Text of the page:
Micro Electro-Chemical Machining

Micro Electro-Chemical Machining (ECM) (ESR4, ESR5). State-of-the-art 

Scanning droplet cell, as an electrochemical analysis technique, has been widely used in various electrochemical surface investigations in recent decades. Before the invention of microcapillary cell or scanning droplet cell, the electrochemical analysis was usually conducted in a container full of some kind of electrolyte and the specimen surface had to be treated in advance considering the reaction performance.

Most microcapillary cell setups use the same principle as the original developed by Böhni. Recent research at KULeuven has proven that it is feasible to realize controlled supply of small electrolyte to 100μm in diameter to carry out micro-ECM processing. Jet ECM, as a promising method, can realize complex structures without immersing the workpiece surface in the electrolyte. Some research groups have done much work, such as M. Hackert et al., W. Natsu and M. Kunieda et al.

TU Chemnitz has developed closed-electrolytic-free Jet (Jet-ECM) to manufacture microstructures. Well-defined metal material volumes can be ablated by encasing direct electric current in an electrolyte jet, ejected from a solid metal micro nozzle. Working distances workpiece/nozzle with a minimal size down to 25% of the nozzle diameter between can be applied. The technology’s flexibility could be shown by Jet-ECM Turning and inverse Jet-ECM.

Fingerprint concept implementation
Both ESR4 and ERS5 will focus on the development of micro-ECM processing as a micro-structuring and polishing technique through the implementation of the process fingerprint concept. The process fingerprint of the micro-ECM processing techniques of ESR4 and ESR5 will be realized by process simulation in multi-physics tool of COMSOL®, monitoring of process parameters (e.g. current, flow-rate, density and temperature of the electrolyte etc.) and on-machine metrology for fingerprint verification. This will allow for real-time process control aiming at zero-defect micro structuring.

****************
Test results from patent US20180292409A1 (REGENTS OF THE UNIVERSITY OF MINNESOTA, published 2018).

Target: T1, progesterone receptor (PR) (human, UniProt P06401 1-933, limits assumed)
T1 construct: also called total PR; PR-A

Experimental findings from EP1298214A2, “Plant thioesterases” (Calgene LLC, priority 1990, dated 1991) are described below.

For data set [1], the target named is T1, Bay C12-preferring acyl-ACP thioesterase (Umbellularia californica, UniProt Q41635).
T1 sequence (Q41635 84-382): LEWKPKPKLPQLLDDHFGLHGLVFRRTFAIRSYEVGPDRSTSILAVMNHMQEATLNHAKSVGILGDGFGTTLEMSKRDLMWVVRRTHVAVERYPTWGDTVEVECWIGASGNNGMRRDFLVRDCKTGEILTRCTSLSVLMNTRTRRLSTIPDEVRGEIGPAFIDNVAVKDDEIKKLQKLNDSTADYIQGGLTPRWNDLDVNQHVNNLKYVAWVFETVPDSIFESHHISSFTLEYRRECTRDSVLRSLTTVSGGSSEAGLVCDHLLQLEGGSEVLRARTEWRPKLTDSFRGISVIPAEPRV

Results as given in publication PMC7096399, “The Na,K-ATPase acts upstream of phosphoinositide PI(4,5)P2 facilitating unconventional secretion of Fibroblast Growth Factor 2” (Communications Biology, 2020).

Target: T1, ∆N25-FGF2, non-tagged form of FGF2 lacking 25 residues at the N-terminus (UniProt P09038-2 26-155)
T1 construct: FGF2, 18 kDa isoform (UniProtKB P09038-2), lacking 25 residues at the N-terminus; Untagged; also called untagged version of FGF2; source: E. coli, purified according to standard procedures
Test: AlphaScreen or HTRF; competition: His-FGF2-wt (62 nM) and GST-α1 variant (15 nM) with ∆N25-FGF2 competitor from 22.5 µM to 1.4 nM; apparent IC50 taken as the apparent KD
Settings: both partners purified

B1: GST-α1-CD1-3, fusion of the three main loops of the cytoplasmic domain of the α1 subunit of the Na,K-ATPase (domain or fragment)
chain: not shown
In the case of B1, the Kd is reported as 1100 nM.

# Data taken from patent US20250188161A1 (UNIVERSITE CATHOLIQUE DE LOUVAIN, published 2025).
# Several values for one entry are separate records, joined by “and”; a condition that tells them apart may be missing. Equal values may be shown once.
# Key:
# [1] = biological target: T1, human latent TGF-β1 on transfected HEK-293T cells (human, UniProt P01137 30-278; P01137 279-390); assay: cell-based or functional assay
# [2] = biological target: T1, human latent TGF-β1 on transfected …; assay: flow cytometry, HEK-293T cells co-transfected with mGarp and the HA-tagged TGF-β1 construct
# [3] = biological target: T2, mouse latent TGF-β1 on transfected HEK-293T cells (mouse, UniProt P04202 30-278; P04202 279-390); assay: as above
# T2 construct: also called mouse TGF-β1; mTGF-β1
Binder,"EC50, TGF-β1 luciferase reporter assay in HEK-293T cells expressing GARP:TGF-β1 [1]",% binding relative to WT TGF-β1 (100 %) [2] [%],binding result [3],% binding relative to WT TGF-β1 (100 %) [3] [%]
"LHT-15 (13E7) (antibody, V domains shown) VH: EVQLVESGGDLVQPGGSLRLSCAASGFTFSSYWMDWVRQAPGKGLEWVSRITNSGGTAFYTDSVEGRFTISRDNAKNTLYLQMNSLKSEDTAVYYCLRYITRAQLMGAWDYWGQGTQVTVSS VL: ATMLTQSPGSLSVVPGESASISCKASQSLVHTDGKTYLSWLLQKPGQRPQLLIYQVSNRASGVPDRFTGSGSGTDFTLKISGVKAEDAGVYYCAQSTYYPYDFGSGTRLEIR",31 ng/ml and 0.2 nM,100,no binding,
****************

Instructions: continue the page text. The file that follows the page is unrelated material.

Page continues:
Expected progress beyond current state-of-the-art
As result of ESR4 and ESR5 projects two micro-ECM approaches at two different institutions based on micro-printing ECM and jet-ECM respectively will be developed for micro-structuring and polishing applications as requested by industrial applications of ESR8 and ESR12. Once the manufacturing fingerprint for these two micro-ECM structuring processes are experimentally established in combination with simulation and in-line/on-machine characterization, optimal process window will be defied to enable micro-structuring and polishing of dies and moulds. Two applications will be targeted by the ESRs to validate the manufacturing fingerprint research: micro structuring and polishing for micro injection moulding (ESR4), surface structuring for metal forming (ESR5).

http://www.microman.mek.dtu.dk/PhD-positions/Micro-Electro-Chemical-Machining
19 NOVEMBER 2017